“Later that day, about 3,000 people gathered and we marched to the Town Hall, on to Exchange Flags to oppose the redundancies. I remember standing on the statue in the middle of the Flags to address people, to tell them that we wouldn’t let this happen. Quite how it was going to end, we didn’t know, but hindsight means that I know the Government was very close to taking over the council itself to sort things out.”
The national outcry at a Labour council threatening to make 30,000 redundant served to further distance the national Labour leadership from the militants. A resolution was opened up when Maurice Stonefrost was sent in by Labour to find a way through.
“He proved that it was possible to produce a legal budget without laying off the entire workforce, and that led to a resolution, but up until that point, we had no idea how it was going to end,” Graham recalls.
“In many ways, it was a terrifying time. I was threatened on more than one occasion, as were my family, and my friends. But there was nothing else we could do. It wasn’t a situation I ever envisaged being involved when I first become a union rep.”
Graham’s career with the union went on to take him to the very top of the Nalgo tree at a national level, before he returned to social work in Liverpool, again working with young people.
He rose steadily through the social services department at Liverpool to become assistant director, before moving to Blackburn with Darwen as executive director for regeneration, and then being promoted to chief executive of the council last autumn.
Yet he still has incredibly fond memories of being on the frontline of social services, in what most would agree were – and still are for his successors – very hard circumstances.
‘THERE is a real sense of achievement when you work with a young person, who needs social services help, and they come on in leaps and bounds, thanks, in part, to your help,” he says. “It is that sense of achievement that I originally thought I’d get from teaching, but instead came from being a social worker.”
The threats, the harassment and the bitter acrimony of 1985 aren’t what Graham thinks of when asked to mention his lowest moment working in Liverpool. He instead goes back to the typists’ strike, which, for many, has simply been forgotten.
He says: “We’d been through a social services strike in the late 1970s when departments across the UK went out for nearly six months, and in the end we got many concessions which improved the working lives of social workers.
“We were promised similar support for a group of typists who wanted a better deal. They were poorly paid, and we hoped to do something for them. That support from elsewhere never came, and in the end, after several months, they had to go back. They didn’t get much more, certainly not enough to cover what they’d lost. That was a bitter disappointment for me because they didn’t get what they deserved.”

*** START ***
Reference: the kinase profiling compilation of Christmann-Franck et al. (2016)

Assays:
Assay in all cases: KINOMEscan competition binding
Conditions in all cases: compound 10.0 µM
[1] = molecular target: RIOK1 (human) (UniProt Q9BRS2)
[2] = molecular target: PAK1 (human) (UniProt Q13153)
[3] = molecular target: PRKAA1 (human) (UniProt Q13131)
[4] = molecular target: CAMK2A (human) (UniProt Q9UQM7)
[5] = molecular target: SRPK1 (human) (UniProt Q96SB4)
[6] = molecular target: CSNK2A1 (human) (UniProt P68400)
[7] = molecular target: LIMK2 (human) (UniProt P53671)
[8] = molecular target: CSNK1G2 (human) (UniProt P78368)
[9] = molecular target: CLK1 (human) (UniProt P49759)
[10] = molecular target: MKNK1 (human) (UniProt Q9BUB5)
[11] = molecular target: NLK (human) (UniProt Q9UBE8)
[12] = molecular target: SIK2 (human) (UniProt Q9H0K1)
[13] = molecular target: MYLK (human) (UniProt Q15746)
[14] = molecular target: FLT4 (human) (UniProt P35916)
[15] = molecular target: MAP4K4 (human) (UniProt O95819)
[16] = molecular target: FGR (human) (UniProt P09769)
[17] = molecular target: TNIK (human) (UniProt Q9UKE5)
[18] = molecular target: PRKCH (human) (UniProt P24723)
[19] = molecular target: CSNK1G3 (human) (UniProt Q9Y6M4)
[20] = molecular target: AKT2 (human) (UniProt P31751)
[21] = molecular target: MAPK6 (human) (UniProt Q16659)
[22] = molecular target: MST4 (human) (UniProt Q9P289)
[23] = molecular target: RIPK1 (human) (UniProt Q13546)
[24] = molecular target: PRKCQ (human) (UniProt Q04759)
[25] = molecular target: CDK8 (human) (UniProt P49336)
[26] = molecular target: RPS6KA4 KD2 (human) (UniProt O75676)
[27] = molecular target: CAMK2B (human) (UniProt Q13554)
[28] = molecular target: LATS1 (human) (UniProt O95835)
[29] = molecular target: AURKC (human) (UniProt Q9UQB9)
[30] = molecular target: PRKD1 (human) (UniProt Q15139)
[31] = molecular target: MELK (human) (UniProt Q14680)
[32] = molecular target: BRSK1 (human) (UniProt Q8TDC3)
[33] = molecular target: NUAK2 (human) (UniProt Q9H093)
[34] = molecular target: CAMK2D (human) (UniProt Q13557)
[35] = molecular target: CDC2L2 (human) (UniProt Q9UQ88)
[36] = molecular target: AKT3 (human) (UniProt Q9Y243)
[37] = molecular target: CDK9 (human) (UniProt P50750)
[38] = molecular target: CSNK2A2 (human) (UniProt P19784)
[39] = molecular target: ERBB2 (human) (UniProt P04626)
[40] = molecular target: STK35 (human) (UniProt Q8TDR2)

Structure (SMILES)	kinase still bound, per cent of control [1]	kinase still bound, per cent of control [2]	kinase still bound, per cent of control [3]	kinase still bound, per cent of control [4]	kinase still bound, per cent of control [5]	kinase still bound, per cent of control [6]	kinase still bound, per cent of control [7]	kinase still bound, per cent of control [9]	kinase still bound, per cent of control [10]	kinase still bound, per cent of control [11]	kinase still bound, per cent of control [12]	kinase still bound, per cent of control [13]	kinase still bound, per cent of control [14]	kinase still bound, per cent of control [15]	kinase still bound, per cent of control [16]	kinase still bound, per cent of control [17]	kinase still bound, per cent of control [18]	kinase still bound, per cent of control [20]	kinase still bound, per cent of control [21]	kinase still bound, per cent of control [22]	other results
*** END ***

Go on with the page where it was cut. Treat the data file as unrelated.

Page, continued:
At Blackburn, he is at the helm of an authority which has scooped all the top accolades and badges which can be awarded to authorities by the Government – and Graham is quick to add, a constructive relationship with the unions, including Unison.
That point is illustrated by the fact he was invited to speak at Unison’s last conference, and he adds: “I’m still a member.”
A heart full of Merseypride >>>
A heart full of Merseypride
GRAHAM, left, is very proud of what has been achieved in Blackburn, an area which, like Liverpool, has suffered at the hands of a manufacturing exodus in recent years, but which is regenerating itself.
“There is a lot to be proud of here, but we know we have our work to do in the future, too,” he says. “But I’m also very proud of being from Liverpool and of what it is achieving.
“Simply winning Capital of Culture shows how far the city has come, and I hope that I do my bit to sell the city to people who perhaps still think of stereotypes when thinking about Liverpool.
“I was showing a man from a Merseyside authority around some of our regeneration projects a few years ago and the first thing he said when he got in my car was: ‘Don’t worry, I’m not from Liverpool’. I felt like chucking him out there and then.
“People sometimes ask why I don’t move from Liverpool to the Blackburn area, and there are lovely areas to live in. I just tell them that I lived through Liverpool at a time when you thought it couldn’t get any worse, and at a time when events like the Toxteth riots were greeted with headlines like ‘Liverpool is burning’.
“I lived in the city then, and I want to enjoy living in the city now, in a city where my children know they can stay and find work because it really has turned itself around.”